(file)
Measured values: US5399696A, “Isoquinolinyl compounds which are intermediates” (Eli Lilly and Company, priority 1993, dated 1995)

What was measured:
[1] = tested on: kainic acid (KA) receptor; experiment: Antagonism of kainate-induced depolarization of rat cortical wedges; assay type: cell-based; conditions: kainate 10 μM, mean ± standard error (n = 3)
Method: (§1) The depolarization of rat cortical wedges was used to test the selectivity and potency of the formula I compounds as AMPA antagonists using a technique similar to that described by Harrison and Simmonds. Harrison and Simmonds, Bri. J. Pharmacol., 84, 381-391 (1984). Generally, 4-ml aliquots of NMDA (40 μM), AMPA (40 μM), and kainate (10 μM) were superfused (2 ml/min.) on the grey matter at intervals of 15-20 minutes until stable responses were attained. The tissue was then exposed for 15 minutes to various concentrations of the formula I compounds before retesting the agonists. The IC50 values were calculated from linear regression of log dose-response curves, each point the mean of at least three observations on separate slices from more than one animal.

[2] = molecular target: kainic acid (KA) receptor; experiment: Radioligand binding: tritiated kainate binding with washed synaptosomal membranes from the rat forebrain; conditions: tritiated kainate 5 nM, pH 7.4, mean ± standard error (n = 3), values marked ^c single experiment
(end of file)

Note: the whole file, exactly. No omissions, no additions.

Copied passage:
Measured values: US5399696A, “Isoquinolinyl compounds which are intermediates” (Eli Lilly and Company, priority 1993, dated 1995)

What was measured:
[1] = tested on: kainic acid (KA) receptor; experiment: Antagonism of kainate-induced depolarization of rat cortical wedges; assay type: cell-based; conditions: kainate 10 μM, mean ± standard error (n = 3)
Method: (§1) The depolarization of rat cortical wedges was used to test the selectivity and potency of the formula I compounds as AMPA antagonists using a technique similar to that described by Harrison and Simmonds. Harrison and Simmonds, Bri. J. Pharmacol., 84, 381-391 (1984). Generally, 4-ml aliquots of NMDA (40 μM), AMPA (40 μM), and kainate (10 μM) were superfused (2 ml/min.) on the grey matter at intervals of 15-20 minutes until stable responses were attained. The tissue was then exposed for 15 minutes to various concentrations of the formula I compounds before retesting the agonists. The IC50 values were calculated from linear regression of log dose-response curves, each point the mean of at least three observations on separate slices from more than one animal.

[2] = molecular target: kainic acid (KA) receptor; experiment: Radioligand binding: tritiated kainate binding with washed synaptosomal membranes from the rat forebrain; conditions: tritiated kainate 5 nM, pH 7.4, mean ± standard error (n = 3), values marked ^c single experiment